But had those servers and software been located at the client’s own site, redundant backup and power generation to a known server in a nearby location (like, just down the hall…) could have prevented this.  Now imagine that you’re a manufacturer, and your shop-floor terminals that drive all your day’s production are now also dependent on that same cloud.  So when you’re down, you not only can’t sell, you can’t make, either.  That’s ‘down’ with an exclamation point.  And a lot of people on your payroll just standing around, waiting.

A 2017 survey of over 300 companies by Colorado’s Panorama Consulting, Inc. tellingly revealed that cloud adoption for business management software actually fell compared to last year, with a decreasing percentage of adopters year over year.

The best advice for those intrepid pioneering customers is the age old adage: caveat emptor.  You know what they used to say about pioneers being the ones up front with arrows in their backs.

Cloud is becoming a very profitable endeavor for its biggest providers.  The deck is stacked in favor of a never-ending stream of revenues to the providers, and the race is on to be the biggest and the best.  Just ask Amazon, Microsoft or Google.

All these companies know that in the long run they will make a lot more money from these recurring revenue streams than they were ever able to make, and sustain, selling software the old fashioned way.

Just remember who’s paying them all those extra revenues.

 

There is much debate today about what constitutes manufacturing and “the good jobs” in this country.  Many naively believe that more factories will cure the trade deficit and create jobs (in an economy already around full employment or, here in the Midwest, with jobs going unfilled).

“Die-hard conviction remains among many Americans that the more an economy manufactures, the stronger it is,” notes Michael Schuman a global business writer for several publications, quoted here recently in Bloomberg BusinessWeek magazine.

So with the help of Bloomberg and some recent studies, let’s set the record straight here.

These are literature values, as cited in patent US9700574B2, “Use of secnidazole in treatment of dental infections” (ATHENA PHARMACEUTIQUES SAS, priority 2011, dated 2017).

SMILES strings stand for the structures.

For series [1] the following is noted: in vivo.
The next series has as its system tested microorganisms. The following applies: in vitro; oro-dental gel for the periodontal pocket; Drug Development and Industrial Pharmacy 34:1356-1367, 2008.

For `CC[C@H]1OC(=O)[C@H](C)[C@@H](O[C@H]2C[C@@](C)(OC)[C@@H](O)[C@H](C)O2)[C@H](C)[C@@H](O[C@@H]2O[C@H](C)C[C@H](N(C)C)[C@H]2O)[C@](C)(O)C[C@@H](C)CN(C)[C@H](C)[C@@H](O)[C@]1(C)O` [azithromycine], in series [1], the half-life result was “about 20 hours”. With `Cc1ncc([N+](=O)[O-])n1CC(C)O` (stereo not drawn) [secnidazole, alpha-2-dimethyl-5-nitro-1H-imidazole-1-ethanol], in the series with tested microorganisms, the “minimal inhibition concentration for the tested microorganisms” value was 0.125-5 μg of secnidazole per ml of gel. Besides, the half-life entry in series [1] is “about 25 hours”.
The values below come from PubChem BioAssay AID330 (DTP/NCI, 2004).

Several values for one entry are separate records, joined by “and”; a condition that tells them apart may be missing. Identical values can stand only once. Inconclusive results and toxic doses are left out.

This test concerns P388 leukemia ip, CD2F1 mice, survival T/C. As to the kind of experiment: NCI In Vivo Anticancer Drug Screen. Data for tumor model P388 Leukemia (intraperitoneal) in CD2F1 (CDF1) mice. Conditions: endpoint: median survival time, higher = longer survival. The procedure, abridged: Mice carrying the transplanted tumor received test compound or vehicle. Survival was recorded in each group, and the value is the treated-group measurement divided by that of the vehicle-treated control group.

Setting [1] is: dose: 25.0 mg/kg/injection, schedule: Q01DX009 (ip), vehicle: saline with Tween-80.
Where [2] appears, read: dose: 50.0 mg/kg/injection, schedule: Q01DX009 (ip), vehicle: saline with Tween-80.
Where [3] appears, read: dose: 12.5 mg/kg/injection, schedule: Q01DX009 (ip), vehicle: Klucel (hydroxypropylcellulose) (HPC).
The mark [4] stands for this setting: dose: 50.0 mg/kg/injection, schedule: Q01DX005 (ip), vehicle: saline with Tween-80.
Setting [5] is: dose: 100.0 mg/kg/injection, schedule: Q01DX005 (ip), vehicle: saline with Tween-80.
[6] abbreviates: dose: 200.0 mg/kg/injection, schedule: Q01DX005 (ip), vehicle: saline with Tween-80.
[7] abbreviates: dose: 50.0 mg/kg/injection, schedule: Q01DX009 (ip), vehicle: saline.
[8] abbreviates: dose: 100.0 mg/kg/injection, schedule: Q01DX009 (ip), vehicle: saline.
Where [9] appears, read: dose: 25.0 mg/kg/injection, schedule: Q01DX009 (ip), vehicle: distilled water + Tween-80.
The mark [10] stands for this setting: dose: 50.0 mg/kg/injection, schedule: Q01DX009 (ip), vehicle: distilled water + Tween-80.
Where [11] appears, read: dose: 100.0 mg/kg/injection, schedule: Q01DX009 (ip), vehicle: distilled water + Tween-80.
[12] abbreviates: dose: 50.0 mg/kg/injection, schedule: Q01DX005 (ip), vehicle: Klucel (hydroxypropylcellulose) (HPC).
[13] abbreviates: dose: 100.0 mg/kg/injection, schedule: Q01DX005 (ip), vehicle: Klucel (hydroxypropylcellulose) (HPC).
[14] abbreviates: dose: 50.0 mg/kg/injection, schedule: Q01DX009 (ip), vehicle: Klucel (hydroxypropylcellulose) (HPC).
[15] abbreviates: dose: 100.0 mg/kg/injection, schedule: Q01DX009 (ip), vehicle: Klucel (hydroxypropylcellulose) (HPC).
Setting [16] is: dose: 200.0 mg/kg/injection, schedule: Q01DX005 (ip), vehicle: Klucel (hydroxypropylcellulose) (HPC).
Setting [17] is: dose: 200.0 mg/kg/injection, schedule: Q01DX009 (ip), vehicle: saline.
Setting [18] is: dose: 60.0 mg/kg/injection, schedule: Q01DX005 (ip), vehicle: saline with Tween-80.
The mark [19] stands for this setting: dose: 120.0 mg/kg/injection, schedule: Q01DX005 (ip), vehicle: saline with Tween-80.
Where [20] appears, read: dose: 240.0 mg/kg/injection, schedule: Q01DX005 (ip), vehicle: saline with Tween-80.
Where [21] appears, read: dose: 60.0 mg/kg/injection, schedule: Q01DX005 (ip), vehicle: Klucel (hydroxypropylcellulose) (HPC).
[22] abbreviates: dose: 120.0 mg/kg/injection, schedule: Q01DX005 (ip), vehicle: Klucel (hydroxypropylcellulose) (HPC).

First, while manufacturing is critically important (we may be biased as purveyors of manufacturing consulting and software, but it’s no less true), it now constitutes just 12% of GDP, versus more than double that 50 years ago.  But the idea that “we don’t make anything anymore” as recently touted by the President himself, is simply a fallacy.  The U.S. is a global manufacturing powerhouse, accounting for just under one-fifth of all production worldwide.  While that lags China’s 25%, it exceeds the shares of Japan and Germany combined.  We’re still highly competitive, particularly in the tech sector, and in hard to make products like jetliners and medical equipment, to name a few.

But in today’s world, the real value in making something, as Schuman and others have noted, is no longer in actually making it.  Companies today know that the real value of a product lies in its research and design elements, in product development, in branding, and in after-the-sale support services.  As an example, a study a few years ago by the Asian Development Bank pointed out that the actual assembly production proportion of an Apple iPhone (mostly performed in Asia) relative to its full retail value was only 3.6%.  The remaining 96.4% went to parts suppliers and to Apple, its creator.

And to that point, Apple’s margins overall are over 21% — from a company that is known for its manufacturing prowess but which, in fact, does virtually no manufacturing of its own.  Meanwhile, a typical offshore manufacturer that Apple contracts with posted just a 3.5% margin on sales.  And by the way, Apple creates lots of jobs without having factories, including 80,000 direct employees in the U.S. alone with plans to add more.